In the past three decades, multinational companies have experienced no business function that grinds so deeply into all international operations as transfer pricing. Strategic decisions on transfer pricing have a large-scale impact on foreign operations of MNC’s, because it directly affects profits and global revenues. Growing international trade in intangible assets and e-commerce have made the documentation strategy essential, but tricky.

Developing an effective transfer pricing documentation strategy is crucial for multinational companies to comply with tax regulations and minimise transfer pricing risks. The documentation strategy must have a clear explanation of the selected transfer pricing method, the data used and the application of the method to determine the arm’s length prices. The detailed financial and non-financial information must also be included to demonstrate the accuracy of the pricing.

There are two distinct ways in getting there and a combination of both approaches that might be the best solution. In the context of transfer pricing documentation, a centralised approach and a local approach refer to two different options to prepare and manage transfer pricing documentation within a multinational enterprise. Each of them come with their own benefits and drawbacks:

Centralised Approach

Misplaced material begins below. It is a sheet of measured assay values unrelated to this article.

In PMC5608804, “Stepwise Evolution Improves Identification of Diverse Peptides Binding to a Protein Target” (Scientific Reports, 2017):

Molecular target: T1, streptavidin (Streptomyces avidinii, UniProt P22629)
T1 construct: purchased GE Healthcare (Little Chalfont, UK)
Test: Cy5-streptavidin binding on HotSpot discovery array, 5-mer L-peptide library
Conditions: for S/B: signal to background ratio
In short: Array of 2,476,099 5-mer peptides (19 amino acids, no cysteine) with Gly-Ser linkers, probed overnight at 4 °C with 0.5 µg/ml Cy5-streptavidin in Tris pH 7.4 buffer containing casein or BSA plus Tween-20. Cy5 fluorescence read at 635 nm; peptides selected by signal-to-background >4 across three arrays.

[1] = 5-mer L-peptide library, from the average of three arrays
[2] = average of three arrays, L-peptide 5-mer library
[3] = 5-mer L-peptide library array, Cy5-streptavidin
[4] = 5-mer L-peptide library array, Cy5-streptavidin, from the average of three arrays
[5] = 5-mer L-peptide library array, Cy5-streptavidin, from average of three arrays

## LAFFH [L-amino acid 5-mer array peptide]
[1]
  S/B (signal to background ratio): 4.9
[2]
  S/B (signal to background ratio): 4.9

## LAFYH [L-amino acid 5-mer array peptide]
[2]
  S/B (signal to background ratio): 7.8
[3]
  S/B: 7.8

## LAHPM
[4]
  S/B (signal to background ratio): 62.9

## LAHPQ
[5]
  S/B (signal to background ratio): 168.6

In a centralised approach, the responsibility for preparing and managing transfer pricing documentation rests primarily with the central or head office of the MNE. Information always flows through a central point. The dedicated central point contains all the required logic to execute a carry out the main documentation process. The central office takes the lead in formulating transfer pricing policies, conducting benchmarking analyses, and preparing the necessary documentation to support intercompany transactions across different jurisdictions.

Main advantages of a centralised approach:

  • Consistency: It allows for consistent transfer pricing policies and documentation across the MNE group, ensuring a coherent and unified approach.
  • Efficiency: By centralizing the process, the MNE can achieve economies of scale in data collection, analysis, and documentation preparation.